Since most travel, particularly air travel has become downright gruesome, you can now give the gift of peace and quite along the way. Consider Bose Quiet Comfort® headphones – their patented noise reduction technology is specifically engineered for airline travel, and blocks out all background sounds while providing a clear, rich audio experience for both movies and music.

This amazing device allows the weary road warrior to kick back, watch the Steelers vs. Giants game from their hotel room in Tokyo, laugh out loud at Seinfeld re-runs in a Dubai café or enjoy the latest episode of House in a your friend in Bangkok’s spare room. The Slingbox™ turns any Internet-connected PC, Mac, or mobile device into the user’s home television.

Group Two – Those Who Would Rather Know than Need

Don’t we all love the literate among our friends and family? They make our gift-giving jobs so easy. These “students of now” – these “connoisseurs of culture” – these “ethnicity enthusiasts” appreciate everything from magazine subscriptions to travel books. One such classic may have even indirectly influenced the ex-pat lives many of these recipients (and you) have chosen. Whether silken or otherwise, all roads lead to Marco Polo.

Travels, by Marco Polo (1298) was dictated to a romance writer named Rustichello – during a period in which both Rustichello and Polo shared an Genoese prison cell. The book has been referred to as a “book of dreams” – planting the seeds of western fascination with all things eastern. The customs, the fabulous riches, the tribes – even the golden fingernails and teeth. Consider that Christopher Columbus, Magellan, and Vasco da Gama all carried these tales with them. While difficult to find, The Travels of Marco Polo can still be found in two volumes (Dover Publications, 1993). It remains a continued source of fascination for the explorers on your gift list.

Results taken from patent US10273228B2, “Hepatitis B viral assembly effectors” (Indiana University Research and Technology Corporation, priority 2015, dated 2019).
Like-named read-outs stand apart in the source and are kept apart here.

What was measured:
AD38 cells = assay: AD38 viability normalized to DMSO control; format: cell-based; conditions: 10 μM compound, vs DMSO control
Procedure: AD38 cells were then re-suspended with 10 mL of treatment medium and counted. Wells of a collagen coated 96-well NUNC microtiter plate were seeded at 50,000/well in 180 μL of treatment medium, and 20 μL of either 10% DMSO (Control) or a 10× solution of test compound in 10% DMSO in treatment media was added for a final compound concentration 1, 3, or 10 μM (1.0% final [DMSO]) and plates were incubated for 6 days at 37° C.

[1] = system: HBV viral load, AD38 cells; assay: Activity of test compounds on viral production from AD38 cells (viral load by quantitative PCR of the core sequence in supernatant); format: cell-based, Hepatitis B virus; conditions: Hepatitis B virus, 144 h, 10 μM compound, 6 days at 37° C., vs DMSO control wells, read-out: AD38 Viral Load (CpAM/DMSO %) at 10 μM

However, not everyone in the previously mentioned group goes for the classics. It’s sad but true. This group also includes the not-so-easily-excited couch potatoes as well as the fiery rebels (teenage or otherwise) on your list. Both of these Group Two sub-groups demands rapid-fire information, simple formats and social/cultural revolution with little or no effort.

For this group, why not consider another type of book? You can never go wrong with Naomi Klein, author of No Logo – the definitive anti-brand statement written by a woman obsessed with consumerism.

Her latest book, The Shock Doctrine, is equally sure to incite righteous, though harmless mental indignation. Review
”Naomi Klein’s The Shock Doctrine advances a truly unnerving argument: historically, while people were reeling from natural disasters, wars and economic upheavals, savvy politicians and industry leaders nefariously implemented policies that would never have passed during less muddled times. As Klein demonstrates, this reprehensible game of bait-and-switch isn’t just some relic from the bad old days. It’s alive and well in contemporary society, and coming soon to a disaster area near you.”

Then, to further arm your reluctant radical, you might want throw in a copy of Malcolm Gladwell’s, The Tipping Point – an interesting, pro-business chronicle of trends and their impact on marketing. Skip Blink, his other book. It’s dumb – even for dumb persons pretending to be smart.

And, of course, saving the best for last, consider buying my book, Living Brands, Collaboration + Innovation = Customer Fascination – which occupies neutral territory within this genre – combining both types of information, far more interesting case studies, is very well written and, last but not least, sports a jaunty pink cover, designed by celebrity designer, Karim Rashid – rendering it perfect for virtually any trendy décor.

Group Three – Those Who Should Know Better But Don’t

Speaking of exteriors, this brings us to Group #3 on your list – the fashonistata, more-is-more junky who thrives on the notion of celebrity. If you were to ask them directly, they would be oblivious to recessions, global warming and political unrest. Brittney’s mental illness, Jessica’s eyeliner and Amy’s latest stint in rehab represent far more pressing issues.